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Article  |   April 2013
Unconscious priming by illusory figures: The role of the salient region
Author Affiliations
  • Tommaso Poscoliero
    Department of Neurological, Neuropsychological, Morphological, and Motor Sciences, University of Verona, Verona, Italy
    tommaso.poscoliero@univr.it
  • Carlo Alberto Marzi
    Department of Neurological, Neuropsychological, Morphological, and Motor Sciences, University of Verona, Verona, Italy
    Istituto Nazionale di Neuroscienze (National Institute of Neuroscience, Turin, Italy)
    carloalberto.marzi@univr.it
  • Massimo Girelli
    Department of Neurological, Neuropsychological, Morphological, and Motor Sciences, University of Verona, Verona, Italy
    Istituto Nazionale di Neuroscienze (National Institute of Neuroscience, Turin, Italy)
    massimo.girelli@univr.it
Journal of Vision April 2013, Vol.13, 27. doi:10.1167/13.5.27
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      Tommaso Poscoliero, Carlo Alberto Marzi, Massimo Girelli; Unconscious priming by illusory figures: The role of the salient region. Journal of Vision 2013;13(5):27. doi: 10.1167/13.5.27.

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Abstract
Abstract
Abstract:

Abstract  In this study we provide evidence that unconscious priming can be obtained as a result of the processing of the salient region (SR) of illusory figures and without that of illusory contours (ICs). We used a metacontrast masking paradigm where illusory figures were masked by real figures. In Experiment 1 we found a clear priming effect when participants were asked to discriminate between square and diamond masks preceded by congruent or incongruent illusory square or diamond primes. It is likely that metacontrast impairs the processing of ICs but not of the SR; therefore the above result strongly suggests that the priming effect was specifically related to the processing of the SR. In Experiment 2 participants were tested in the same task as in Experiment 1 with additional primes in which the inducers were presented in the same locations but their shapes were changed so as to modify the global configuration. We termed these primes High, Low, and No Salient Region (HSR, LSR, and NSR, respectively). The HSR condition replicated Experiment 1, whereas in the LSR and NSR conditions the priming effect got progressively smaller. The results of Experiment 1 were replicated with the priming effect significantly larger in the HSR than in all other conditions. It was also larger in the HSR than in LSR condition and smallest but still present in the NSR condition. Taken together, these results indicate that the unconscious processing of only the SR yields a priming effect and that a reduction of the saliency of the SR leads to a reduction of the priming effect, while its elimination does not abolish it.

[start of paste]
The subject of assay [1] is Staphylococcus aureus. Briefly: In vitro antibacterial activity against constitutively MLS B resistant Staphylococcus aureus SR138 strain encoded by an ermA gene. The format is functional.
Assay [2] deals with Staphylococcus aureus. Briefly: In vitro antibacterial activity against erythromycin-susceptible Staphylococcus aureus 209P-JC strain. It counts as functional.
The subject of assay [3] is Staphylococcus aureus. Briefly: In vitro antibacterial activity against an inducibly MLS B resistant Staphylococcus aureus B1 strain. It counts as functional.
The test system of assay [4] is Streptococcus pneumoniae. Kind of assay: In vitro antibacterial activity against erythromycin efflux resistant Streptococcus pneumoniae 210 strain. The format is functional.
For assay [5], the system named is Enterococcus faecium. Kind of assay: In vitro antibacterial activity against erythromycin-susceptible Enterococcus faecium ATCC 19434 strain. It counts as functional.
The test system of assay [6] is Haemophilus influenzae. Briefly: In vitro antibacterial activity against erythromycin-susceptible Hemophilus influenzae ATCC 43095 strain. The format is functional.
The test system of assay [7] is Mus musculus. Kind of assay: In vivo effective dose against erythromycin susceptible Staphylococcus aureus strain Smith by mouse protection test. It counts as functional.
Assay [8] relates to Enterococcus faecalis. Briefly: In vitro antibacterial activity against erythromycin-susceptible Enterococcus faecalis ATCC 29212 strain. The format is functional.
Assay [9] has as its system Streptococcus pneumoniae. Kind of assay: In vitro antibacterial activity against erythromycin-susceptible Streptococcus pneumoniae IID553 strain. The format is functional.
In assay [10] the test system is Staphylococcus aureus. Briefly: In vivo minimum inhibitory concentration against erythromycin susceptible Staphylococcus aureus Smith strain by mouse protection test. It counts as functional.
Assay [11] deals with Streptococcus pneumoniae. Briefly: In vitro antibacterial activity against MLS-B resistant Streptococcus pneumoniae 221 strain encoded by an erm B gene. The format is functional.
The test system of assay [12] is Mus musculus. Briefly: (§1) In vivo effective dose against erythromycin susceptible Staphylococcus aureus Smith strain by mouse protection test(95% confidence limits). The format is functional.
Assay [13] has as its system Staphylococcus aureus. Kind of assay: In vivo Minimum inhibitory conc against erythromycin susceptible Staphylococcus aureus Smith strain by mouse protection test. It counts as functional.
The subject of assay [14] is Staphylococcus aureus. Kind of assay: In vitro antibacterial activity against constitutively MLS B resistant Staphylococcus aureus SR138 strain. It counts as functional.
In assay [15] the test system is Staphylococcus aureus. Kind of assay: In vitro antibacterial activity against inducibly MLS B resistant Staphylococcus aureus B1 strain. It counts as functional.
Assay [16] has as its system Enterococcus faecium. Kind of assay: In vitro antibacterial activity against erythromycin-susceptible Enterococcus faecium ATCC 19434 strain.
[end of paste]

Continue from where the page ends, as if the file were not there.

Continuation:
Introduction